English Professor Receives NEH Summer Stipend to Study Postwar Asian-American Artist

June 6th, 2014 by 

The National Endowment for the Humanities has awarded Leila Philip, associate professor of English at Holy Cross, a summer stipend in the amount of $6,000. This is her second award from the NEH; her first was a yearlong Research Fellowship in 2011, which she used to write her award-winning book, “A Family Place, A Hudson Valley Farm, Three Centuries, Five Wars, One Family,” published in 2011 by Viking. She is among 76 recipients selected from more than 900 applicants.

A highly awarded writer of literary nonfiction, Philip will use the stipend to research the late Toshiko Takaezu for a book-length scholarly examination. An internationally recognized ceramic artist, Takaezu’s career and personal life has never been fully recognized in the larger art world. Her work resides in more than 40 museums and has been featured at the National Museum of Contemporary Art in Kyoto.

Philip, who studied with Takaezu when Philip was a student at Princeton, originally began her research in 2007, with the support of a prestigious Guggenheim Fellowship. The NEH funding will allow Philip to return to research and writing on Takaezu.

Takaezu’s story has national resonance. She was born in Pepeekeo, Hawaii in 1922. Her parents were sugarcane laborers who emigrated from Okinawa, Japan. During Takaezu’s lifetime, she experienced the attack on Pearl Harbor firsthand, traveled to Japan to study traditional Japanese arts, lived in a Japanese Buddhist temple, and trained in ceramics at the Cranbrook Academy of Art in Michigan.

Takaezu was influenced in part by the Abstract Expressionist movement of the postwar American art scene. Her signature pieces were closed form pots, which had no utilitarian function. These art objects were created solely for the purpose of artistic inquiry and aesthetic appreciation and were glazed with bold calligraphic brush strokes.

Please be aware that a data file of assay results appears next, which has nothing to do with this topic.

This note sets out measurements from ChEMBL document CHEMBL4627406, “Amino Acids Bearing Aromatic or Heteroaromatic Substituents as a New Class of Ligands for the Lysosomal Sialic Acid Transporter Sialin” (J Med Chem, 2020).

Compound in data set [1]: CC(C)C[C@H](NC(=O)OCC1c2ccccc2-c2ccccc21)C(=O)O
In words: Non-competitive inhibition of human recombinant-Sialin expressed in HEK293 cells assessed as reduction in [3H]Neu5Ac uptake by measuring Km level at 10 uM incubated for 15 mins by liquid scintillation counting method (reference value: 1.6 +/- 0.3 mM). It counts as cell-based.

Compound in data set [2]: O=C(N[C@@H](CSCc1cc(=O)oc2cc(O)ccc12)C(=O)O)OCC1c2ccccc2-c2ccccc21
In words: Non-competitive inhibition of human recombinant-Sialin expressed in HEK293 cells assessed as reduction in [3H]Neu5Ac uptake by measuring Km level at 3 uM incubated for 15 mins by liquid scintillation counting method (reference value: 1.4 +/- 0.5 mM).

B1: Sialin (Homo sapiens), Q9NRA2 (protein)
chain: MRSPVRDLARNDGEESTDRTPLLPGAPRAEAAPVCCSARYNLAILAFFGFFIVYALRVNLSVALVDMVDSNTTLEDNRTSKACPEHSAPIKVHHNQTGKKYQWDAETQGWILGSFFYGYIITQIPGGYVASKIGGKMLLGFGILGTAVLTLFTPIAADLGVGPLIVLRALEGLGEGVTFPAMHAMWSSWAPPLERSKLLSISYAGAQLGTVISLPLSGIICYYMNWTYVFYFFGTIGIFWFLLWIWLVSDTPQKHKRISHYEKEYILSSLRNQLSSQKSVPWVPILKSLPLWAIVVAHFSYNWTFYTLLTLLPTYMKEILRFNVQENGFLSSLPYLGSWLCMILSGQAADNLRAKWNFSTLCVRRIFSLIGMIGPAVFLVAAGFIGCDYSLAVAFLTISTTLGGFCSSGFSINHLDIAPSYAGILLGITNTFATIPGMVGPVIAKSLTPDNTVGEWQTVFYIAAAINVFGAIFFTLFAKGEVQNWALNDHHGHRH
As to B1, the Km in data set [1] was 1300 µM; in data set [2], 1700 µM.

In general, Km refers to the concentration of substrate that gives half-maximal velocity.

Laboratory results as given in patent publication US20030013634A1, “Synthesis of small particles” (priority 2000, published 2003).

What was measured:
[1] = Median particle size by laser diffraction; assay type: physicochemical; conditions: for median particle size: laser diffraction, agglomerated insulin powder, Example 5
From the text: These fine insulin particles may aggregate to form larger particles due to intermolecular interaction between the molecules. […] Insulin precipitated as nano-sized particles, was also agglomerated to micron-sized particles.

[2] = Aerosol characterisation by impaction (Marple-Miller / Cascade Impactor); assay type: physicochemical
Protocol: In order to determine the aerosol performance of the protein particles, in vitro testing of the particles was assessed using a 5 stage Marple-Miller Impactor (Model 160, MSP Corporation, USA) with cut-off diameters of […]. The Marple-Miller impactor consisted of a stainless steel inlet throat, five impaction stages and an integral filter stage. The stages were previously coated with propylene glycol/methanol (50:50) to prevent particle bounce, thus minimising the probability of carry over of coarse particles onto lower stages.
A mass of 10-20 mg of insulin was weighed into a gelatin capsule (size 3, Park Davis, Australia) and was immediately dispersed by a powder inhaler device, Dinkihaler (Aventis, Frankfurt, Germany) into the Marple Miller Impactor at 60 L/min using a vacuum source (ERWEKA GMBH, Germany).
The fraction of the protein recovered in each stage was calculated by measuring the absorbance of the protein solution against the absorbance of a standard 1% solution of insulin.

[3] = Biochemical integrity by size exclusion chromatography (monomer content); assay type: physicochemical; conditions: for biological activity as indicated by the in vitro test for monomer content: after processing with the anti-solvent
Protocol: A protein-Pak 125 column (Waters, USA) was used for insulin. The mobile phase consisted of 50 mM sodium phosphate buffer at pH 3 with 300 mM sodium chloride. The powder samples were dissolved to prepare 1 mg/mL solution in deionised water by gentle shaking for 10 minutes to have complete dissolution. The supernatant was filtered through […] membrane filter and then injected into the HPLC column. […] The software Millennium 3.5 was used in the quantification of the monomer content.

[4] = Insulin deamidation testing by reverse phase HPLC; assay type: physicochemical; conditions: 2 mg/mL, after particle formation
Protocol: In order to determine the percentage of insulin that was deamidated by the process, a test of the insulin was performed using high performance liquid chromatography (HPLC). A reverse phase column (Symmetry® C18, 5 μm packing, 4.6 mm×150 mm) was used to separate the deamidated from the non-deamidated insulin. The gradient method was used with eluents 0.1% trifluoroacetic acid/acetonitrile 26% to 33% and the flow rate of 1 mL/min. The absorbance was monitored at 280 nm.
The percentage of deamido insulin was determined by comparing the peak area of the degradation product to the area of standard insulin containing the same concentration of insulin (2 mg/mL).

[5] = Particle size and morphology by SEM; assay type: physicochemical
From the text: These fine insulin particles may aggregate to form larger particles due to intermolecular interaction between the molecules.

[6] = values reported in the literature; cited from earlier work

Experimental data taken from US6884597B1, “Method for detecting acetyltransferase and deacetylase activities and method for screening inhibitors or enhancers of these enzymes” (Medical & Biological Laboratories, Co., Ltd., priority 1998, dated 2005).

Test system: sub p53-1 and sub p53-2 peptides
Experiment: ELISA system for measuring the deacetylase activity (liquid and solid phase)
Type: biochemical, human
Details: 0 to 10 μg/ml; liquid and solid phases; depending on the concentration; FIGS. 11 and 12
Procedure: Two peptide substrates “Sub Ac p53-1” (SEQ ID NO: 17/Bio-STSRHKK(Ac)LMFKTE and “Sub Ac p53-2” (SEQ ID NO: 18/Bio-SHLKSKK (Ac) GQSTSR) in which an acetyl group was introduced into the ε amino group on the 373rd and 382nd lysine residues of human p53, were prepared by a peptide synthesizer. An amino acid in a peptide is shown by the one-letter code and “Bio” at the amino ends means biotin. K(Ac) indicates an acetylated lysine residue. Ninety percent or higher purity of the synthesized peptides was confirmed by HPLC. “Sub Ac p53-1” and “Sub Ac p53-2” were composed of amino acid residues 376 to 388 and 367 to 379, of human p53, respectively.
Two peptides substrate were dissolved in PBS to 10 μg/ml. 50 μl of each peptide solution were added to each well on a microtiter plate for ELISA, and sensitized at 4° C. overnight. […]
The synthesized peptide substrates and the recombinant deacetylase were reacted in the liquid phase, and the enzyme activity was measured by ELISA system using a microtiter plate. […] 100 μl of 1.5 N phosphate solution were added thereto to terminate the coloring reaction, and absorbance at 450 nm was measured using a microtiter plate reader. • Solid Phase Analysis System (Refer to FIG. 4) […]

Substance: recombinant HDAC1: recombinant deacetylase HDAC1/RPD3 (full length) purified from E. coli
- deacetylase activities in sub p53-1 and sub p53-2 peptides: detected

“In part, she’s a very significant postwar American artist whose contributions have not yet been fully positioned or understood,” Philip says. “She’s been recognized within the craft world, but hasn’t yet been recognized as part of the larger postwar American art scene. So it’s exciting to tell a story that hasn’t been told yet and to bring her into the larger conversation about Asian-American art which is now being reconsidered with new discourse on transnationalism. I am really grateful for the chance to get back to work on this project.”

Philip, who is fluent in Japanese, holds a fifth-year degree in East Asian Studies from Princeton and earned her master of fine arts degree in fiction at the Columbia University, where she was a writing fellow from 1989-2001. At Holy Cross, she has been actively involved in developing the Creative Writing program and has taught courses in fiction, creative nonfiction, and Asian-American literature. Most recently she and religious studies professor Todd Lewis co-taught a course in creative writing and religion titled Land, Spirit, Pilgrimage.

Philip’s research will help her write her fourth, or perhaps fifth, book. She has another book titled “Water Rising” which is finished and awaiting publication. The book is a collaborative project of text and image which counterparts 11 watercolors by artist Garth Evans, with 11 pieces of Philip’s writing

The National Endowment for the Humanities is an independent federal agency created in 1965 and is one of the largest funders of humanities programs in the United States.

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